Joseph Groell rarely refers to the model directly either in the drawings he makes for his paintings or in the process of painting itself. His paintings, invariably figure groups in a landscape, develop over a series of literally hundreds of drawings which go back to figure drawings made from the model a number of years ago and to sketches of landscape details and groupings from Central Park. He has been working with the figure over the past fifteen years, restudying anatomy and the forms of the figure with the greatest thoroughness. His figures are constructed volumetrically in a shorthand based on the knowledge of the figure’s structure and also on an awareness of his pictorial needs. None of his figures can be called graceful by modern conventions; modern conventions, after all, are based to a great degree on the aptness of the gesture of a moving figure and Groell’s figures to date are all at rest. Their volumes are clear, their gestures based on their pose. Individual figures are painted with great attention paid to the viewpoint of the observer relative to each form described. In Groell’s recent work the observer tends to be opposite every part of every figure. Groell’s eyes have roved over every part of every figure and environmental form in his composition hundreds of times, seeking those groupings which will most easily allow the eye to make a subtle and gentle movement over the canvas and into space. All of his distortions are derived from conscious manipulations within the painting and not from distortions observed in the process of reading forms in space in nature. He tends to unite in each single figure parts drawn not only from several different eye levels but also from different points of view in order to provide the movements and groupings necessary to the development of the composition. Following the example of Titian and the Mannerist painters, the landscape forms repeat, continue and complete the movements begun within the figure group.

All of these artists value not only their constructional procedure, but also the forms which they are representing. They even tend to overvalue these forms as a reaction against the recent overvaluation of the artist’s action, process, brushstroke and personality. Their paintings tend to say “It is these forms representing these objects which count and, by virtue of them, the artist who painted them, and not the reverse.” The objects seem to be lit, handled, or painted as though they were intrinsically precious. The artists attempt to represent an ideal world of logic, order and gentleness as a counterfoil not only to the world of daily experience but also to the world of recent pictorial history. The shade of Caspar David Friedrich and the sublime art theory of the 18th century can be felt at times; the paintings may be detailed and gently painted but the effect of the composition, with wavering horizon lines and forms continuing beyond the edge of the canvas, is one which might be said to produce that terror and awe quickly transcended by our realization that it is, after all, a painting that we are experiencing.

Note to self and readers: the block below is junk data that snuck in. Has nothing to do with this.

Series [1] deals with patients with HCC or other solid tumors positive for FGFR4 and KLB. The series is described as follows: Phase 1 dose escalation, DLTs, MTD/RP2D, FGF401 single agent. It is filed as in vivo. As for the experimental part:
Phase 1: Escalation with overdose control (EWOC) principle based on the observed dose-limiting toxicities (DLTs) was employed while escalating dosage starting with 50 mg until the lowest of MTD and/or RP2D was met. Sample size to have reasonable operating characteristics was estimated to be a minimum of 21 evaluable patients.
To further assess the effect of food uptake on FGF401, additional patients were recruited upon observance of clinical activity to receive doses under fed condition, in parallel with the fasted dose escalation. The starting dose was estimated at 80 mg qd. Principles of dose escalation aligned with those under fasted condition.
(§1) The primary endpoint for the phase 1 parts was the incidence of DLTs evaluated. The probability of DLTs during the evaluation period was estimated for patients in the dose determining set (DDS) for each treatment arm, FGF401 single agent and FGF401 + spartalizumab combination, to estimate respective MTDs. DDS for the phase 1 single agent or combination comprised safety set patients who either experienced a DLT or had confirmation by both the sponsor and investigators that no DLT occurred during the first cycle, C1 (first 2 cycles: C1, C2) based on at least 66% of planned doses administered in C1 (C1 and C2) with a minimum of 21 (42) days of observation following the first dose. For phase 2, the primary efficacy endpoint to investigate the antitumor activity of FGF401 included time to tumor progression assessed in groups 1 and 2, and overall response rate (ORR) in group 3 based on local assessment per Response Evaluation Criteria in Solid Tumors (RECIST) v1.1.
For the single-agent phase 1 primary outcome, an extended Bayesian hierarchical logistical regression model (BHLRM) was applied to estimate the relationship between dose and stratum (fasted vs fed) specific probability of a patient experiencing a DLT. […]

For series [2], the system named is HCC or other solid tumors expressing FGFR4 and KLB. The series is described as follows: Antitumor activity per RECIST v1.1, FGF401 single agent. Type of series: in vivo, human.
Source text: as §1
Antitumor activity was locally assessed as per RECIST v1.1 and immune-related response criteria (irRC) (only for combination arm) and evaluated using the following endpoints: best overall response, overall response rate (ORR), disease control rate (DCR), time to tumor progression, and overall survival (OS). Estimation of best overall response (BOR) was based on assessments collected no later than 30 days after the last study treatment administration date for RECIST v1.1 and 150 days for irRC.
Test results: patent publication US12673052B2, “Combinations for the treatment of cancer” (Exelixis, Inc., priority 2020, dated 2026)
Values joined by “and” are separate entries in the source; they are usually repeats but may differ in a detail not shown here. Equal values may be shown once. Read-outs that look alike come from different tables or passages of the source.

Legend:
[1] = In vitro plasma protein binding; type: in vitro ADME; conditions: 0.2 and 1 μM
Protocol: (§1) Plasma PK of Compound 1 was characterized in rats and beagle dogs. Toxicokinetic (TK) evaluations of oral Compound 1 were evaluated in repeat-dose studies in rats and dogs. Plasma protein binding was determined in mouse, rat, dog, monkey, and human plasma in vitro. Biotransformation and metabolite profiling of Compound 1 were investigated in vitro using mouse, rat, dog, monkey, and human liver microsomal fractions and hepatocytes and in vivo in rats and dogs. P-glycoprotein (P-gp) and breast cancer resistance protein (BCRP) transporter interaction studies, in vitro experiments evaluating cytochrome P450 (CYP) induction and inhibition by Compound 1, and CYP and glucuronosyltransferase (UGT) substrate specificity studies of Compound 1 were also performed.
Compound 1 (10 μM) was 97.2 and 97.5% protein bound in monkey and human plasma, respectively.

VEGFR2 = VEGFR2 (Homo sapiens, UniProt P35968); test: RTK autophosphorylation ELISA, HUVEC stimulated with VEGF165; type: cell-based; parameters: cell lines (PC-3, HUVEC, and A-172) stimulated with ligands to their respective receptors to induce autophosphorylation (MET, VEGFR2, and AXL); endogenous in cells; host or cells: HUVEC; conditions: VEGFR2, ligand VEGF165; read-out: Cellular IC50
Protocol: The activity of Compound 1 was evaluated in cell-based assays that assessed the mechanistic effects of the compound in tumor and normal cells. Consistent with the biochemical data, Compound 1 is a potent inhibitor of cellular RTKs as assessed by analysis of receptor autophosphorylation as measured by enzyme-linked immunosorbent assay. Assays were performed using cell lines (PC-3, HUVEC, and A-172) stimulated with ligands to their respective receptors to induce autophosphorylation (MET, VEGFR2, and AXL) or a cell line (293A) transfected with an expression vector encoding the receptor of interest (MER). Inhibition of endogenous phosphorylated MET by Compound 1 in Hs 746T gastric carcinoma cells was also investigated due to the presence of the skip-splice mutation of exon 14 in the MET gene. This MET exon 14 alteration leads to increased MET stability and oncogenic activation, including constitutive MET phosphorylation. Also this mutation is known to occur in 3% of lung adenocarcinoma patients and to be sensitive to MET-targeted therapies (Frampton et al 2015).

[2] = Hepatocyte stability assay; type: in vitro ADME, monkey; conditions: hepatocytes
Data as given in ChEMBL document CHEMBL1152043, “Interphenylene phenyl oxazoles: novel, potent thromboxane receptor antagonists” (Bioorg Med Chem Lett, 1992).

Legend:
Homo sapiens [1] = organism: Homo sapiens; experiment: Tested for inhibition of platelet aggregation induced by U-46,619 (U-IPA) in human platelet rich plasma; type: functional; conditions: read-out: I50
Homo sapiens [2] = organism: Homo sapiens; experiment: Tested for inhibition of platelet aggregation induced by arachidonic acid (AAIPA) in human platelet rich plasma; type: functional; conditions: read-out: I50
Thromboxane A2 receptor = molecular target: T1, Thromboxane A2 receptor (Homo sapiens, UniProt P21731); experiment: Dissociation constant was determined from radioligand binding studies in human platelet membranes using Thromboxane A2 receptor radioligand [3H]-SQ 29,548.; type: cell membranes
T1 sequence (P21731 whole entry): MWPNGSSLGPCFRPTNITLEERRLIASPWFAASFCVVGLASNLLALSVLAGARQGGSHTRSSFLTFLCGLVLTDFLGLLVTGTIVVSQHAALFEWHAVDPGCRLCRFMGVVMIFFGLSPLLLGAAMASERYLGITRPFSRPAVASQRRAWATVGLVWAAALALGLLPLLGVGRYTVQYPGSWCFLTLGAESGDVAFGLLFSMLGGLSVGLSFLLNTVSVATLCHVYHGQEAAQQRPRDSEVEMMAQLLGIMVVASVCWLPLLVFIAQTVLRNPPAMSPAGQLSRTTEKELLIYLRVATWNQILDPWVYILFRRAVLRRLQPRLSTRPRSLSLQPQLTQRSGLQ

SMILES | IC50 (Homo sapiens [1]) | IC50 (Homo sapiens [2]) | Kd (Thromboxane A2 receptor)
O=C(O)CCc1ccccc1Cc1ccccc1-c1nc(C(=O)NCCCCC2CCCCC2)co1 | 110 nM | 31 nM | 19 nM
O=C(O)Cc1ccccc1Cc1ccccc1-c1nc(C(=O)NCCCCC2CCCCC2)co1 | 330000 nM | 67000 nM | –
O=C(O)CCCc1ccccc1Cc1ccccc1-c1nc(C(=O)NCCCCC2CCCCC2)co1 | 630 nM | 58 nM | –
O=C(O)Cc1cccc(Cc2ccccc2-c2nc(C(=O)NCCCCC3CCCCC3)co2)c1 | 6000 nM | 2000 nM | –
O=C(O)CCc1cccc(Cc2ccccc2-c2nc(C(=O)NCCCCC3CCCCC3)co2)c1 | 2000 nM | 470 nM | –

All of these artists seen as a group are involved in redeveloping means for representing natural forms. They are unwilling to apply to the act of painting representationally a smaller degree of sensibility and intellect than they experienced as abstract painters. In order to produce representational painting that is valid today, they have found it necessary to reject any given conventions for representation, no matter how attractive and comforting, and instead, by trial and error, through a study of nature and past paintings, and more important, past pictorial practice, to try to evolve new, personally viable conventions. New conventions, whether in non-objective or representational painting, look clumsy at first, and while we are now willing to accept radical abstraction when the painting is presented as such, our eyes have been educated to accept photographic and photograph-influenced pictorial schemata as the true and graceful representations of reality. Recent photograph-derived paintings with Abstract Expressionist shape groupings superimposed are good examples of the application of one set of unquestioned conventions over another to produce work which has been accepted by some as possessing virtues in both representation and abstraction. The more rigorous the questioning of convention, the more questionable the images produced will be. These new, questionable images resensitize our eyes as a by-product of the artist’s search for true quality.

At a time when a taste for the bizarre has been institutionalized and originally within certain boundaries deified, these artists have chosen to paint ordinary and usual images and not to seek for originality. “Exciting” as a value in painting is absent from their vocabulary. It has been replaced by “thoughtful.” They have turned their backs on the celebration of the vanguard in the American art world and have chosen instead a private world in which to slowly develop quality—a world which paradoxically is more available to appreciation without critical and institutional intervention than that of the public mainstream.

Gabriel Laderman